For the quilting, I decided to use organic feather motifs.  I like the juxtaposition of bright, shiny ornaments against the natural shape of a tree, and I thought that organic quilting would set off these baubles nicely.  The background fabric is a Ruby Star print that is mostly green with turquoise starbursts.  For the background quilting I selected 50wt Aurifil 2810 (Turquoise) to coordinate with the turquoise part of the print.

The ornaments are quilted with 50wt Aurifil 2225 (Salmon), and the “strings” the ornaments appear to hang from are quilted lines of Aurifil 2600 (Dove) with 12wt on the top and 50wt in the bobbin.  This line of quilting was the last thing added to the quilt prior to trimming and binding the edges.

Quilt Stats

Title:  Festive Baubles

Size: 53″x 62.5″

Techniques:  Foundation Paper Piecing, traditional piecing

Quilting:  Free Motion quilting on an A-1 longarm

Fabric:  Background print is Ruby Star Society, other assorted prints from my fabric stash

Batting:  Hobbs Tuscany Wool and Hobbs 80/20 Cotton/Poly blend

Thread: Quilted with 50wt Aurifil in three colors, and 12 wt Aurifil in Dove

Binding:  Bias binding made with Tula Pink stripe, machine stitched to the front, hand finished on the back

I am excited to be participating in this year’s 31 Day Blog Writing Challenge hosted by Cheryl Sleboda of Muppin.com, and I hope you will have the chance to check out some of the other awesome blogs that are participating this month.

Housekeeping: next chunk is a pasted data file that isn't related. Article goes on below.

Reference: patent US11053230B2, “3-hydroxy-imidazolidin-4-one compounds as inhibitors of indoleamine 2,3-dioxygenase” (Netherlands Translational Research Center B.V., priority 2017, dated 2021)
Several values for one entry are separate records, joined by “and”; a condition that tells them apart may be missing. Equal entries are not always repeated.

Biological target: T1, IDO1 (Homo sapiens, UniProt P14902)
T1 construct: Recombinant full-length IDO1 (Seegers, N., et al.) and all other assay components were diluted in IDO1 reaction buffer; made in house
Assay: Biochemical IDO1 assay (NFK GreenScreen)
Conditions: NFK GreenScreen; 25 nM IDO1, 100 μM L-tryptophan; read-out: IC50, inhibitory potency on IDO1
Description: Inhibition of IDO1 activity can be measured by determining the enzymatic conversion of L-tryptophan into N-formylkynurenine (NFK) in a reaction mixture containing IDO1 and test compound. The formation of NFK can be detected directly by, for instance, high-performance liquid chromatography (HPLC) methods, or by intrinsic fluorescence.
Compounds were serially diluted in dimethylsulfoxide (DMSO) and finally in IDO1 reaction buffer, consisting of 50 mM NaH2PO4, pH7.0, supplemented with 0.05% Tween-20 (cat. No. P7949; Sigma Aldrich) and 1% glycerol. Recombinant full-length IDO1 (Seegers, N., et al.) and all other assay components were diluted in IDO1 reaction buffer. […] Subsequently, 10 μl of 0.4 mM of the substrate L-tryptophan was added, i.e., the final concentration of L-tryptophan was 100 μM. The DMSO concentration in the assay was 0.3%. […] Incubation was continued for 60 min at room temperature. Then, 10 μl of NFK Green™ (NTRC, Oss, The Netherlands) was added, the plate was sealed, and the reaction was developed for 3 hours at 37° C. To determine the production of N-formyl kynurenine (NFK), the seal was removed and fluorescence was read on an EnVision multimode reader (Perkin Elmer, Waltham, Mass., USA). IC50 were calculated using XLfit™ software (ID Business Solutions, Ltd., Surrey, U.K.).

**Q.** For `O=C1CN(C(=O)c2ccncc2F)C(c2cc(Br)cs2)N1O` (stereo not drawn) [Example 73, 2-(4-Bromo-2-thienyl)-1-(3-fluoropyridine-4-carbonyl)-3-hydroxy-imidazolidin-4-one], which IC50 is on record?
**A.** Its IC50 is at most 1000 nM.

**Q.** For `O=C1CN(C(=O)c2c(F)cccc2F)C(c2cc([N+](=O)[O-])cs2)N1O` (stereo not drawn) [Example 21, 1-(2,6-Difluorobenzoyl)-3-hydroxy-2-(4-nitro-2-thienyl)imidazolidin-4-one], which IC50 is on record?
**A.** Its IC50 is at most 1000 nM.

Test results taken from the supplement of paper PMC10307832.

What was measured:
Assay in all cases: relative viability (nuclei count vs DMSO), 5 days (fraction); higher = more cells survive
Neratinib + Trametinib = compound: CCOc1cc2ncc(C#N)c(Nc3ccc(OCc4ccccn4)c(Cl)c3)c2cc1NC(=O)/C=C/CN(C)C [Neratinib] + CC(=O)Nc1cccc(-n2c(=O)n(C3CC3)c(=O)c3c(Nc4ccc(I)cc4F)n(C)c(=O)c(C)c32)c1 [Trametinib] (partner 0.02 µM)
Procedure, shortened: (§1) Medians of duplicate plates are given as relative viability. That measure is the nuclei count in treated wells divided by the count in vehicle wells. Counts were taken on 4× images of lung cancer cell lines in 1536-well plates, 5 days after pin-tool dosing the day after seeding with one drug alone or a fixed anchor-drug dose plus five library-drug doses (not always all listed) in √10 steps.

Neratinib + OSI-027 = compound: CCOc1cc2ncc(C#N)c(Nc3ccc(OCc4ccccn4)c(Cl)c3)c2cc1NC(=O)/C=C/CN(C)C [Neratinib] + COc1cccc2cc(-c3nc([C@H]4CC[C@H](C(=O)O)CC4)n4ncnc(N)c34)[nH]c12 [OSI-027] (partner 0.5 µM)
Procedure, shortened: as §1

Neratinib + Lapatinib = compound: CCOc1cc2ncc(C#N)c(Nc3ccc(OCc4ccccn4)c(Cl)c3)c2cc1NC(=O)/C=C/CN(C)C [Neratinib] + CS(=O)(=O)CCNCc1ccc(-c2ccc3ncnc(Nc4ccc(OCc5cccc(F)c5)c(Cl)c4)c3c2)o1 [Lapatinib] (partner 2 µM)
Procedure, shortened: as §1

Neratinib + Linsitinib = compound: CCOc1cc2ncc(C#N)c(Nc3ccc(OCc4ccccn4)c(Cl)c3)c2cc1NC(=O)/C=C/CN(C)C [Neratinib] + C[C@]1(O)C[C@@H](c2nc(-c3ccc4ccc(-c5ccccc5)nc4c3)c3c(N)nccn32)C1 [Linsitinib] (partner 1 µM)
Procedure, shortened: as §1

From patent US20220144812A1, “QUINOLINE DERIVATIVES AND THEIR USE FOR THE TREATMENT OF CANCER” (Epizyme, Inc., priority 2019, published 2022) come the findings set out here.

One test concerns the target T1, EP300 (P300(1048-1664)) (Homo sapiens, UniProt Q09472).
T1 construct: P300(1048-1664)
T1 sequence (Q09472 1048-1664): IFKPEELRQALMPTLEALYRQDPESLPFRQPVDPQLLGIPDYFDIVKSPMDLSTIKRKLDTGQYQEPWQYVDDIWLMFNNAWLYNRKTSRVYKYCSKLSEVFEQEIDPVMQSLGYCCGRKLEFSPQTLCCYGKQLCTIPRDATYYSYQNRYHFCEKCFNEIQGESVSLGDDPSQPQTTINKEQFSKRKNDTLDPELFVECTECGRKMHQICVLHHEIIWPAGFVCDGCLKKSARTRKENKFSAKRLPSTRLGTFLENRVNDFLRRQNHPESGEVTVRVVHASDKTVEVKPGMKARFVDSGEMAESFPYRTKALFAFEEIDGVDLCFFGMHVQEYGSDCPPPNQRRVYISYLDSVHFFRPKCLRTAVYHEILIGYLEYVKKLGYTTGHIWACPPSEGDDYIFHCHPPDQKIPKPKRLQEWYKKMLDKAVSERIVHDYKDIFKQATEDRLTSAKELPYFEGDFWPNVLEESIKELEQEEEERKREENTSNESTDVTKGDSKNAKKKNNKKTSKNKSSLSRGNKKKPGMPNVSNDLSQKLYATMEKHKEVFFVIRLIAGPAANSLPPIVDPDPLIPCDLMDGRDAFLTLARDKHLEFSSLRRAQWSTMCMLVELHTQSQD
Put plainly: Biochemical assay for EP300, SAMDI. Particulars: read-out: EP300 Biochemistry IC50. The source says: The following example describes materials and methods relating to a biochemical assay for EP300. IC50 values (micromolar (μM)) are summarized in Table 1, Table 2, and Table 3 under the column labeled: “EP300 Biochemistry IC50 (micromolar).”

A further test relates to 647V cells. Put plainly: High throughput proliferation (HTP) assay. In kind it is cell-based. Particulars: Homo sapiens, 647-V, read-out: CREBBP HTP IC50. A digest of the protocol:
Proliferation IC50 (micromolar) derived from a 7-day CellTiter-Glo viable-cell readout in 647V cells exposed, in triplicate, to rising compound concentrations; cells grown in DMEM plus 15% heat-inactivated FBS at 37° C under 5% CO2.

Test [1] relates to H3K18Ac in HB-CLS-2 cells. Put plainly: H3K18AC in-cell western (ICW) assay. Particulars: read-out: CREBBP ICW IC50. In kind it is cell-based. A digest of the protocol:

Least Favorite Color and How I Use It

Yesterday for the 31 Day Blog Writing Challenge we talked about our favorite color, so today we are discussing our least favorite color. I think all colors have their place in design, but in the world of fabric, brown is hands down my least favorite color.  It only has a minor representation in my fabric stash, but I do use it from time to time.

No color is truly ugly if it is used in conjunction with appropriate colors and in the right proportions. The first way I incorporate my least favorite color is to use it in very small amounts to provide a moment of contrast to the overall design. In Synthesized Slivers there are quite a few pieces of brown, but they are only exposed in 1/8″ wide strips.

Brown also played the role as a minor accent color in this Marsala Mini Quilt.  In this instance, the print on the tan fabric helped to tie it into the overall design.

Marsala Mini Quilt

On very rare occasions, a project needs to use brown to tell the story of an image.  This was the case in my π, pi, PIE! mini Quilt.  (I do think that, in most instances, you can use colors other than brown to depict things such as tree trunks. But I like to do some out of the box color schemes!)

π, pi, PIE!

Sometimes you just have to jump in and embrace the color you don’t care for.  Upward Perspective was created for a Curated Quilts mini quilt challenge, and the color palette was part of the challenge.  In this instance, I just went with it.  This isn’t a go-to color scheme for me, but the colors balanced well enough to make a successful quilt.

I just realized I only use brown fabric in mini quilts! Maybe I’ll have to try incorporating it into a larger scale project. What is your least favorite fabric color? Have you ever made yourself give it a try?

I am excited to be participating in this year’s 31 Day Blog Writing Challenge hosted by Cheryl Sleboda of Muppin.com, and I hope you will have the chance to check out some of the other awesome blogs that are participating this month.